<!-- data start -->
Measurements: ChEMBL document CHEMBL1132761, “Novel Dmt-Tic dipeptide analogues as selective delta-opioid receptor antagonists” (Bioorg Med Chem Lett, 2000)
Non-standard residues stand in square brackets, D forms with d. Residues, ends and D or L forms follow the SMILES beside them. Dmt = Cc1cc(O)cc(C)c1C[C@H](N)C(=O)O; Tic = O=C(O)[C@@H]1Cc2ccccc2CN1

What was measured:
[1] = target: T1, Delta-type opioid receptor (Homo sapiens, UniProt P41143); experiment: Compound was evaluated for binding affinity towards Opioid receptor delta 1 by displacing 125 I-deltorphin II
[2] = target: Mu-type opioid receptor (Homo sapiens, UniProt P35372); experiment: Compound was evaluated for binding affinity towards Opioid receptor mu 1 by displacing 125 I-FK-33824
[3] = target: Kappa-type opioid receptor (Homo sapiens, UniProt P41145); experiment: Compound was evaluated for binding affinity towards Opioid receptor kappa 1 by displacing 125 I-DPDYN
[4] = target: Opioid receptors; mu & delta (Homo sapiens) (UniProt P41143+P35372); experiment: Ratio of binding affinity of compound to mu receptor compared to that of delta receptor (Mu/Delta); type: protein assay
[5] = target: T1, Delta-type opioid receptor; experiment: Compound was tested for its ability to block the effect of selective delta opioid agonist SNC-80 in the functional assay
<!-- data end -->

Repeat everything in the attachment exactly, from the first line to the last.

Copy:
Measurements: ChEMBL document CHEMBL1132761, “Novel Dmt-Tic dipeptide analogues as selective delta-opioid receptor antagonists” (Bioorg Med Chem Lett, 2000)
Non-standard residues stand in square brackets, D forms with d. Residues, ends and D or L forms follow the SMILES beside them. Dmt = Cc1cc(O)cc(C)c1C[C@H](N)C(=O)O; Tic = O=C(O)[C@@H]1Cc2ccccc2CN1

What was measured:
[1] = target: T1, Delta-type opioid receptor (Homo sapiens, UniProt P41143); experiment: Compound was evaluated for binding affinity towards Opioid receptor delta 1 by displacing 125 I-deltorphin II
[2] = target: Mu-type opioid receptor (Homo sapiens, UniProt P35372); experiment: Compound was evaluated for binding affinity towards Opioid receptor mu 1 by displacing 125 I-FK-33824
[3] = target: Kappa-type opioid receptor (Homo sapiens, UniProt P41145); experiment: Compound was evaluated for binding affinity towards Opioid receptor kappa 1 by displacing 125 I-DPDYN
[4] = target: Opioid receptors; mu & delta (Homo sapiens) (UniProt P41143+P35372); experiment: Ratio of binding affinity of compound to mu receptor compared to that of delta receptor (Mu/Delta); type: protein assay
[5] = target: T1, Delta-type opioid receptor; experiment: Compound was tested for its ability to block the effect of selective delta opioid agonist SNC-80 in the functional assay